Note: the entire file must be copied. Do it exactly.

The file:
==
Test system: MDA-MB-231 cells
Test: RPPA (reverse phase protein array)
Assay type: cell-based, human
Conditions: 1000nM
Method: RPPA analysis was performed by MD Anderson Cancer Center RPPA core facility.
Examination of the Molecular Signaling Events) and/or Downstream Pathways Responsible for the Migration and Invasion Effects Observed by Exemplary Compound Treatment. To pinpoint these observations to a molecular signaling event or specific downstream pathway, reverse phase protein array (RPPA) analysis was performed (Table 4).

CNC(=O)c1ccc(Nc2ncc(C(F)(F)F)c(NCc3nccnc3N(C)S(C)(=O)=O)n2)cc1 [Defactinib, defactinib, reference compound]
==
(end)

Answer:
Test system: MDA-MB-231 cells
Test: RPPA (reverse phase protein array)
Assay type: cell-based, human
Conditions: 1000nM
Method: RPPA analysis was performed by MD Anderson Cancer Center RPPA core facility.
Examination of the Molecular Signaling Events) and/or Downstream Pathways Responsible for the Migration and Invasion Effects Observed by Exemplary Compound Treatment. To pinpoint these observations to a molecular signaling event or specific downstream pathway, reverse phase protein array (RPPA) analysis was performed (Table 4).

CNC(=O)c1ccc(Nc2ncc(C(F)(F)F)c(NCc3nccnc3N(C)S(C)(=O)=O)n2)cc1 [Defactinib, defactinib, reference compound]